In Alaska, Armstrong sees both the myth and reality.
“For all its natural beauty, the state is fundamentally a place where people live,” he said.
Seems obvious enough, but to him it is a simple truth to which non-Alaskans should pay close attention before weighing in.
“Considering that 83 percent of Alaska’s budget comes from oil, it seems to us unfair that people in the Lower 48 could say to Alaskans, ‘Don’t develop your resources and keep your state as a massive nature preserve,’” said Armstrong.
Addressing the point about environmental concern, Armstrong claims the state is doing more than anywhere else in the world.
“For people who are worried about the impact of oil development should take the time to research the best environmental practices currently being exercised around the world. Alaska is one of, if not the most environmentally conscious clean-oil-producing regions of the world,” he said.
According to the Energy Information Association, in 2022, renewable energy accounted for about 33 percent of Alaska’s total electricity generation. Hydropower provided about 90 percent of that renewable electricity, with smaller amounts from wind, biomass and solar. Further, in 2010, the Alaska legislature enacted a non-binding goal for 50 percent of the state’s electricity to be generated from renewable and alternative energy sources by 2025.
This business of Alaska and its reputation for transcendent serenity is something Armstrong can only stand for so long.
“Parts of Alaska, maybe even most of Alaska, are beautiful. However, most people would be hard pressed to call the North Slope ‘beautiful.’ In the winter it is cold, frozen and inhospitable. In the summer, it is a mosquito-infested bog and even more inhospitable,” he said.
To hear detractors of the development who live in North Slope tell it, though, it’s not just the beauty they see – it’s their home and they don’t want it developed. Considering that new infrastructure will require a central processing facility, miles of gravel and ice roads, one or two airstrips, pipelines, a gravel mine site and three to five drill sites, they believe the environmental impact will be devastating. Rosemary Ahtuangaruak, mayor of Nuiqsut, a city with a population of 512 in North Slope Borough, and the city closest to the proposed development, told High Country News, “We shouldn’t be sacrificed for the national energy policy. Our way of life is important to us. We want to continue to harvest food on our lands and waters.”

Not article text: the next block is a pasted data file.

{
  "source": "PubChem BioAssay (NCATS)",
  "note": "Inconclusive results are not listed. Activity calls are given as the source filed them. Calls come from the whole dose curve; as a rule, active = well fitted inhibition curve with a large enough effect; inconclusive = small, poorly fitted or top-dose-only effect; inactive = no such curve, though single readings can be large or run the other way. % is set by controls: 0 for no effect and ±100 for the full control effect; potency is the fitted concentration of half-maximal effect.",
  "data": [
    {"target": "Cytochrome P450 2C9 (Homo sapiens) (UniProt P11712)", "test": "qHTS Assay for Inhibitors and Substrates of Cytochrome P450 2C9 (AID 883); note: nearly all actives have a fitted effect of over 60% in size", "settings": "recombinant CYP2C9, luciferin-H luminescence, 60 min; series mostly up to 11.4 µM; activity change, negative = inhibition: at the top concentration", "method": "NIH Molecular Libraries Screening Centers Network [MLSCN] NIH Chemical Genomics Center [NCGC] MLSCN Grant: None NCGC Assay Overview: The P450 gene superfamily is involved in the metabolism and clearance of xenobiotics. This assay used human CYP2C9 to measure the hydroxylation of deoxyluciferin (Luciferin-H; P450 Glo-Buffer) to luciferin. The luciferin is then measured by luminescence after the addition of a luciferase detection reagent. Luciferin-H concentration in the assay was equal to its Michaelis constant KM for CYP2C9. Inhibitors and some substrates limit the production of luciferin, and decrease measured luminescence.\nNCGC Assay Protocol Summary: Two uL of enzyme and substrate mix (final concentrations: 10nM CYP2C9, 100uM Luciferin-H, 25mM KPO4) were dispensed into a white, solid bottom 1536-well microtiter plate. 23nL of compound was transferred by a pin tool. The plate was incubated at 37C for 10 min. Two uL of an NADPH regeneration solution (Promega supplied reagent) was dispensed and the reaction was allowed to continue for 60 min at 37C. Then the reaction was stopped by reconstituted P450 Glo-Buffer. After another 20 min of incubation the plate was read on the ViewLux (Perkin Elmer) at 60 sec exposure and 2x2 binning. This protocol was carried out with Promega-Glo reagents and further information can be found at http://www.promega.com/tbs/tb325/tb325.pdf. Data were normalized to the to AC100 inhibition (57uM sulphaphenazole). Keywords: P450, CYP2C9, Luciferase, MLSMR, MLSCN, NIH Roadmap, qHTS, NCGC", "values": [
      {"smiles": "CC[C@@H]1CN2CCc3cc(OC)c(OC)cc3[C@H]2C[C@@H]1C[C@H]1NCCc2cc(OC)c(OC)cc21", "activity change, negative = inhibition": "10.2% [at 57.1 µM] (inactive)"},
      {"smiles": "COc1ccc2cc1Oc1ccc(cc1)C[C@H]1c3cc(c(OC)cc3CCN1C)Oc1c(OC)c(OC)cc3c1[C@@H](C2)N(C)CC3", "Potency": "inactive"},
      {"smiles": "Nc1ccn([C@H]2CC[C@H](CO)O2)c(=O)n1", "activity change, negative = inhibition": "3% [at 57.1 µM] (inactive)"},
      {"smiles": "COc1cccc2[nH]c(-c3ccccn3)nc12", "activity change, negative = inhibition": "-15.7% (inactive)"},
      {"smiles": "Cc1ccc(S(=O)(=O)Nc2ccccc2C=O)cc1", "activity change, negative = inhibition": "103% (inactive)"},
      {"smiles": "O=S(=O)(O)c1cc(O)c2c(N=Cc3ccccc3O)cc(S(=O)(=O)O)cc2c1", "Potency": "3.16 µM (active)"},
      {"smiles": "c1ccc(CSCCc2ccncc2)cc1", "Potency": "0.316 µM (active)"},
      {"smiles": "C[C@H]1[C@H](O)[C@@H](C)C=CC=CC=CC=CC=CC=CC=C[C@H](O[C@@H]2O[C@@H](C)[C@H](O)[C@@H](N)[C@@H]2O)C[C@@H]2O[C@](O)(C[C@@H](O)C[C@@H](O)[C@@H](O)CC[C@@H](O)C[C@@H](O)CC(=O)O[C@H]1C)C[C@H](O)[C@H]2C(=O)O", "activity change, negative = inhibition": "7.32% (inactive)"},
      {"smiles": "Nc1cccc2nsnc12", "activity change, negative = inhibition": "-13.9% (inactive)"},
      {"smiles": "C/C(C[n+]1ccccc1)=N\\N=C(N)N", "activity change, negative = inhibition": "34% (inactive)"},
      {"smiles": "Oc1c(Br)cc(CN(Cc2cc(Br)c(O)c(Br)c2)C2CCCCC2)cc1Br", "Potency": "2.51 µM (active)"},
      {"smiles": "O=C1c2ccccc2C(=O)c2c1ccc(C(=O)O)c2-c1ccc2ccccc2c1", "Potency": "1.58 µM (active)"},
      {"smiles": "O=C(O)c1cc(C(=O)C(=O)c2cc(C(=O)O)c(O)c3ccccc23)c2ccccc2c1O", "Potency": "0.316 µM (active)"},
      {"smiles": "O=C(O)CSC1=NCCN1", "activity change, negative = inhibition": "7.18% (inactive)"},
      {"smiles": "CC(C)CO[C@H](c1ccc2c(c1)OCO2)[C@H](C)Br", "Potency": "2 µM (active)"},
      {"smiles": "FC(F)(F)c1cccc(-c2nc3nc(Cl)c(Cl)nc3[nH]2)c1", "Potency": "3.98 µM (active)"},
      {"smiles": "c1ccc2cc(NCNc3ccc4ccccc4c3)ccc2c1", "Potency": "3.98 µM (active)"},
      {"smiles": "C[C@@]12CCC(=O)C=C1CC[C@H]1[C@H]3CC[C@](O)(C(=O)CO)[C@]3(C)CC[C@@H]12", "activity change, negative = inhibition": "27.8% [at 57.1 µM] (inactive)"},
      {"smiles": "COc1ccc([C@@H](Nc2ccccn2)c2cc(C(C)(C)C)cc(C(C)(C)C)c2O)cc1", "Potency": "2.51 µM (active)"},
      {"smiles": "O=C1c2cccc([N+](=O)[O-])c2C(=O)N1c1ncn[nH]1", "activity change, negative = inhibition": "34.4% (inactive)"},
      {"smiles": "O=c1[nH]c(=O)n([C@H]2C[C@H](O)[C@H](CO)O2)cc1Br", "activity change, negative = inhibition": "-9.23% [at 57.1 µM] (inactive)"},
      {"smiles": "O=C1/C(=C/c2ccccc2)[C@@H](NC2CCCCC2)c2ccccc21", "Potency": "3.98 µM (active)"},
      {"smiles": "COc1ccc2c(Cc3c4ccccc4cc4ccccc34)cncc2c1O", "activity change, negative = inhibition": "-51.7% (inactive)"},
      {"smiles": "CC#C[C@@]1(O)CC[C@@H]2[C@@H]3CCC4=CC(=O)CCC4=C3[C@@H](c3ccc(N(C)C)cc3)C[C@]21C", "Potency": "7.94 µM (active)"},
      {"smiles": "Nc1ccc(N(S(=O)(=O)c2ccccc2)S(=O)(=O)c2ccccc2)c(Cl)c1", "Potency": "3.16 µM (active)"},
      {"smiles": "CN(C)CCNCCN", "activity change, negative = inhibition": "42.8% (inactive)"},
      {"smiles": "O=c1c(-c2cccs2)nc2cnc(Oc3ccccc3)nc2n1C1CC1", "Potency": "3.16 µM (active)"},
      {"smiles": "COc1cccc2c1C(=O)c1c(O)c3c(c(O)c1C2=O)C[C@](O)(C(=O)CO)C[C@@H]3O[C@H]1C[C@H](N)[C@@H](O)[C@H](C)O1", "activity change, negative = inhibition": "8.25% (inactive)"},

Countering those concerns, Armstrong mentions another town in North Slope, Deadhorse, about 60 miles away, which puts the area in context.
“Taken as a whole, the lands around Dallas-Fort Worth Airport are arguably more beautiful than the lands around Deadhorse. Yet, when people fly into DFW, they are looking down on 15,000-plus Barnett Shale gas wells and nobody seems to take notice or complain. (By the way, I imagine more people fly into DFW on any given Monday morning before 10 am than will fly to the North Slope in a year’s time.) Yet, when people hear about drilling in Alaska, they act like it is spoiling the most pristine beautiful place left on Earth. They really need to go check the place out before they say that,” he said.
He believes Alaska’s importance to America’s energy needs is second to none – or maybe second to one – and cannot and should not be left unexplored.
“The best oil play that is currently happening in the world today that compares to the Brookian is the Exxon/Hess/CNOC play in Guyana,” he said.
Armstrong, who will present at the AAPG-Society of Exploration Geophysicists’ International Meeting for Applied Geoscience and Energy in Houston at the end of August, said the promise of Alaska’s North Slope is “an early-inning Guyana play,” complete with a larger fairway, potentially more targets, with similar (if not larger) volumes of oil yet-to-find.
“Quite amazing for a ‘mature’ basin that is onshore and in the United States,” he said.